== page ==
The Future of Kurdistan

No single topic had me more concerned in the run-up to war in Iraq than the future of Kurdistan. At the time it was unimaginable that a scenario would present itself in the aftermath of Iraq where we would go to war with Iran. But the possibility of a regional war involving Kurdistan, Turkey, Iraq/US and possibly Syria seemed real. I never got the feeling the Bush administration paid very close attention to the intricacies of our policy regarding Kurdistan and Turkey and the PKK, nor did I have any comfort they would be able to manage the careful balancing act it would take to keep such a delicate, triangular relationship calm. (And that even before we all realized just how incompetent the Bush administration really is.)

Today Karen DeYoung writes in the Washington Post about how the Turkey-Kurdistan-Iraq/US situation is faring. In a word: poorly.

First, no one really knows who is handling the Turkey-PKK-Kurdistan brief:

"Turkey belongs to Eucom, and Iraq belongs to Centcom," said one senior administration official, referring to two of the six U.S. regional commands that divide the world along what the military calls "seams." Similarly, Turkey falls under the State Department's Bureau of European and Eurasian Affairs, and Iraq belongs to the Bureau of Near Eastern Affairs. "Where you sit is where you stand" in terms of assigning blame and finding solutions to the conflict, the official said.

Weren't these issues of bureaucratic buck-passing 'sposed to have been eradicated by Rummy? Didn't we enter a new era of intel-diplomatic-military cooperation after 9/11?

What makes the situation worse is that at least 600 people died as a result of Kurdish rebel attacks in Turkey last year. At least the Pentagon and State agree that this is bad:

"We've got a policy -- a terrorist is a terrorist. If they're attacking our NATO ally, we're obligated" to defend it or let it defend itself.

What about MEK, then? But I digress.

It occurs to me that the reason this is coming up is that Turkey is in an electoral season, and democratic politics in Islamic countries are always interesting. The form of democracy is identical to ours but the substance is often quite different, much like Japan's democracy differs from ours as well. To the point: the Islamists and secularists in Turkey do agree on some things that don't bode well for the US:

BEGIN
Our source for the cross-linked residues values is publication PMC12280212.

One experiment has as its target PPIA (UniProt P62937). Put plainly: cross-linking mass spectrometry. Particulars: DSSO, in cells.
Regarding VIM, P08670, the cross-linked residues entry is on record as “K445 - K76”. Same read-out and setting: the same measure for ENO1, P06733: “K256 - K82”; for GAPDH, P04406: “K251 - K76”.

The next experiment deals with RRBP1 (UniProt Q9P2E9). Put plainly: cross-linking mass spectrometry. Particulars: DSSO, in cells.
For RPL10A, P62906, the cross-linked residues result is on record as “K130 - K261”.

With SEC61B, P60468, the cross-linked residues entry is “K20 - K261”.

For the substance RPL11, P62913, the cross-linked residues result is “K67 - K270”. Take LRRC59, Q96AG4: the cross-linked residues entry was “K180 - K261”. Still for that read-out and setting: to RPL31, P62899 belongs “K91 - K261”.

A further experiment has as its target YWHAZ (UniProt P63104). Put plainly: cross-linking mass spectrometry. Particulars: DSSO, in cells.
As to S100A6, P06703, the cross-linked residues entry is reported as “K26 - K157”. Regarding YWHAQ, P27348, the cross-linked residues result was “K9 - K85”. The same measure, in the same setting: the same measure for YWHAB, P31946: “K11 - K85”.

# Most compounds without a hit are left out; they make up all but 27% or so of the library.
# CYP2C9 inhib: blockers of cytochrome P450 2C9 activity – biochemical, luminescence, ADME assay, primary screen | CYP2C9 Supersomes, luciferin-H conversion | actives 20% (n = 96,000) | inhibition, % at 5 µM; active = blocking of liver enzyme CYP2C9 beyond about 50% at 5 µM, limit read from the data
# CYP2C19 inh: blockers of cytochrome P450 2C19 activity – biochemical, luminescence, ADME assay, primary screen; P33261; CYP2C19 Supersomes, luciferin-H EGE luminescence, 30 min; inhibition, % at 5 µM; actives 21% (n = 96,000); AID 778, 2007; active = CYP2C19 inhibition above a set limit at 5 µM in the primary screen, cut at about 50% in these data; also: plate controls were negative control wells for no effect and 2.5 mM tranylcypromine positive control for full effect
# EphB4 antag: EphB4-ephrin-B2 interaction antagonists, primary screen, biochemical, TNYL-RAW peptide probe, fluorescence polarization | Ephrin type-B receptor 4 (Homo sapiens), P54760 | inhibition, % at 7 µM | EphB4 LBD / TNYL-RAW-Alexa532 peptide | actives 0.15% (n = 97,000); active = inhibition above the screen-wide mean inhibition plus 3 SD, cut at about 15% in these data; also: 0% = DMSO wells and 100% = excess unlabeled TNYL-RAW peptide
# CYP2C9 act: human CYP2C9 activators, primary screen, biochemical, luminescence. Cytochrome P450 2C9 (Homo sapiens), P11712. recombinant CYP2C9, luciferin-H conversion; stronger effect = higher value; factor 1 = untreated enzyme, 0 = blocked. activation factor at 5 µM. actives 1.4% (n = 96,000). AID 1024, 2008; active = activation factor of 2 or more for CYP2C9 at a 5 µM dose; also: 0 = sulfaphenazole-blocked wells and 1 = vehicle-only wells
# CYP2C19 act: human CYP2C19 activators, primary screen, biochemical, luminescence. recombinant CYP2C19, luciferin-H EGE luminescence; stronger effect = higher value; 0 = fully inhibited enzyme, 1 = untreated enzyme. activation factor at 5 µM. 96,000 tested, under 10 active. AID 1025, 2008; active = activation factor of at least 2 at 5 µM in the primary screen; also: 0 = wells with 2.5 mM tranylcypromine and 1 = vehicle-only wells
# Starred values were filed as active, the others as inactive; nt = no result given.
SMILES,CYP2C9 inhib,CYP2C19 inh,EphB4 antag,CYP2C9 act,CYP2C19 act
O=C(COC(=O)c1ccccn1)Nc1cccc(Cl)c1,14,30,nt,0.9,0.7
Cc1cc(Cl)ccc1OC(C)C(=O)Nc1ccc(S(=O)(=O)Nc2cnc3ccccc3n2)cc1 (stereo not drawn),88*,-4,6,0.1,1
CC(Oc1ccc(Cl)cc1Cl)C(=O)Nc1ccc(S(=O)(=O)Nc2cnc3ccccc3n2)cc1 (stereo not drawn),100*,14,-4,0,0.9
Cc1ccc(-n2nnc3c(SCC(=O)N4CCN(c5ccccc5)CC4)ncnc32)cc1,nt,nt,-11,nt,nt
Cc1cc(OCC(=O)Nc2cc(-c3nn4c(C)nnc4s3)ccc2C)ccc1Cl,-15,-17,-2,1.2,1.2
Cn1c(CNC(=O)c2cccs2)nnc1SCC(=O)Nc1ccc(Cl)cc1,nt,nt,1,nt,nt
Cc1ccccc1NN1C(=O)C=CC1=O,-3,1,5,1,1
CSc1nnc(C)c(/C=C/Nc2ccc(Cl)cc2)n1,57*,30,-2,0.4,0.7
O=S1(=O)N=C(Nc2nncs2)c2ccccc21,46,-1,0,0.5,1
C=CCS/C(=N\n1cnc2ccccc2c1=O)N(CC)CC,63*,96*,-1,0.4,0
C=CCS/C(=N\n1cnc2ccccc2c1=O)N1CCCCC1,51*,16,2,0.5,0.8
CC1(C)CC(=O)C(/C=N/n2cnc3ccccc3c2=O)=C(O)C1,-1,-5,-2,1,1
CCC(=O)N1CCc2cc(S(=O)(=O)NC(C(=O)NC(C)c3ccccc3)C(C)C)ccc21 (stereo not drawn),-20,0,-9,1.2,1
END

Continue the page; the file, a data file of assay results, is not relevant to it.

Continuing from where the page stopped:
The threat posed by the PKK and a growing dislike of the United States are among the few issues on which secular and Islamic Turkey agree. In a shift over the past several years, only about 12 percent of the population views the United States favorably, according to recent opinion polls. "The real question here," another administration official said, "is how to keep 70 million Turks allied to the West."

Of course, the administration's adroitness with diplomacy has made the situation better:

when Turkish Prime Minister Recep Tayyip Erdogan visited the White House in 2004 and last year, Bush rejected his requests for U.S. military assistance on the border because U.S. "assets" in Iraq were busy elsewhere.

You'd think they could have come up with a more diplomatic solution, no?

The bottom line is that we've gotten ourselves in quite a pickle here trying to balance our alliance with Turkey and our support for the sole bright spot and success in Iraq: Kurdistan. This isn't about choosing the best ally or even managing an outcome that is the least worst of our options. We have one option: to manage an inherently unstable situation much as Bismarck managed the German's Russo-Austrian problem via the Reinsurance Treaty.

Then again, that was Bismarck and Bush as we have learned, is no Bismarck when it comes to diplomacy.